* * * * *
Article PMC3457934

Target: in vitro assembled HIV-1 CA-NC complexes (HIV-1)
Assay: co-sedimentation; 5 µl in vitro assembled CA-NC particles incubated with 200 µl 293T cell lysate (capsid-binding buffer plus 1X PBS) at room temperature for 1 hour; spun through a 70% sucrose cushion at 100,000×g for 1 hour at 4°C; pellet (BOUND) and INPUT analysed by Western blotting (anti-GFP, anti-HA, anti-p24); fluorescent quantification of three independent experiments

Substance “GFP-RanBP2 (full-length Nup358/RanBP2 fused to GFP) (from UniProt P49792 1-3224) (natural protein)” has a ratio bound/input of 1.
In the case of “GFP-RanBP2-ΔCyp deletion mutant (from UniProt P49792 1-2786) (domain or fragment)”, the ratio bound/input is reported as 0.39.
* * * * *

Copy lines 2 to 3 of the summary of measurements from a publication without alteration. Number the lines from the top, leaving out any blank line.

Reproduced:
Target: in vitro assembled HIV-1 CA-NC complexes (HIV-1)
Assay: co-sedimentation; 5 µl in vitro assembled CA-NC particles incubated with 200 µl 293T cell lysate (capsid-binding buffer plus 1X PBS) at room temperature for 1 hour; spun through a 70% sucrose cushion at 100,000×g for 1 hour at 4°C; pellet (BOUND) and INPUT analysed by Western blotting (anti-GFP, anti-HA, anti-p24); fluorescent quantification of three independent experiments